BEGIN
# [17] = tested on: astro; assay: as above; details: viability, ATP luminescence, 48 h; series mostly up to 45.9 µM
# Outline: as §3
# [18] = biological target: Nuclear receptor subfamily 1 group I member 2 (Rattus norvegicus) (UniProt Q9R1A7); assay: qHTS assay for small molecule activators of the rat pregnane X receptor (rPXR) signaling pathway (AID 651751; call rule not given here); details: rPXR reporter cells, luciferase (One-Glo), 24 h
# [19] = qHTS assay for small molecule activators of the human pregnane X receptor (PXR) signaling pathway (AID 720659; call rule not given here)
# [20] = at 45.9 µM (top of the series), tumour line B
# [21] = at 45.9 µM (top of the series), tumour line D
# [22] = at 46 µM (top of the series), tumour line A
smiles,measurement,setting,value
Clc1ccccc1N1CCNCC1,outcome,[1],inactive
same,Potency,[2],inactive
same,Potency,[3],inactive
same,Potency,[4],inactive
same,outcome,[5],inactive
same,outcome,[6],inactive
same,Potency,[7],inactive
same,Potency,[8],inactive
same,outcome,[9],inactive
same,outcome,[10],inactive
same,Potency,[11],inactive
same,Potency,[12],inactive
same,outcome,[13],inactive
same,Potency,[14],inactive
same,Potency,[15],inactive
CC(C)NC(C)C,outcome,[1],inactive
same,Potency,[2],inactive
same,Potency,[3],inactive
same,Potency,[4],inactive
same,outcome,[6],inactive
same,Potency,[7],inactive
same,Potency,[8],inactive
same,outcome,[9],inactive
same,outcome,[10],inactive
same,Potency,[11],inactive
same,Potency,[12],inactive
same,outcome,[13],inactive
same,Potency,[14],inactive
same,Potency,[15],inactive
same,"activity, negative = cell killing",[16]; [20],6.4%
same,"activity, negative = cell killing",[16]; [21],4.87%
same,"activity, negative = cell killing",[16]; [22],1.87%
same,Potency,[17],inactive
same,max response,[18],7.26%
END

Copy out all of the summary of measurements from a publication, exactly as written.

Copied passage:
# [17] = tested on: astro; assay: as above; details: viability, ATP luminescence, 48 h; series mostly up to 45.9 µM
# Outline: as §3
# [18] = biological target: Nuclear receptor subfamily 1 group I member 2 (Rattus norvegicus) (UniProt Q9R1A7); assay: qHTS assay for small molecule activators of the rat pregnane X receptor (rPXR) signaling pathway (AID 651751; call rule not given here); details: rPXR reporter cells, luciferase (One-Glo), 24 h
# [19] = qHTS assay for small molecule activators of the human pregnane X receptor (PXR) signaling pathway (AID 720659; call rule not given here)
# [20] = at 45.9 µM (top of the series), tumour line B
# [21] = at 45.9 µM (top of the series), tumour line D
# [22] = at 46 µM (top of the series), tumour line A
smiles,measurement,setting,value
Clc1ccccc1N1CCNCC1,outcome,[1],inactive
same,Potency,[2],inactive
same,Potency,[3],inactive
same,Potency,[4],inactive
same,outcome,[5],inactive
same,outcome,[6],inactive
same,Potency,[7],inactive
same,Potency,[8],inactive
same,outcome,[9],inactive
same,outcome,[10],inactive
same,Potency,[11],inactive
same,Potency,[12],inactive
same,outcome,[13],inactive
same,Potency,[14],inactive
same,Potency,[15],inactive
CC(C)NC(C)C,outcome,[1],inactive
same,Potency,[2],inactive
same,Potency,[3],inactive
same,Potency,[4],inactive
same,outcome,[6],inactive
same,Potency,[7],inactive
same,Potency,[8],inactive
same,outcome,[9],inactive
same,outcome,[10],inactive
same,Potency,[11],inactive
same,Potency,[12],inactive
same,outcome,[13],inactive
same,Potency,[14],inactive
same,Potency,[15],inactive
same,"activity, negative = cell killing",[16]; [20],6.4%
same,"activity, negative = cell killing",[16]; [21],4.87%
same,"activity, negative = cell killing",[16]; [22],1.87%
same,Potency,[17],inactive
same,max response,[18],7.26%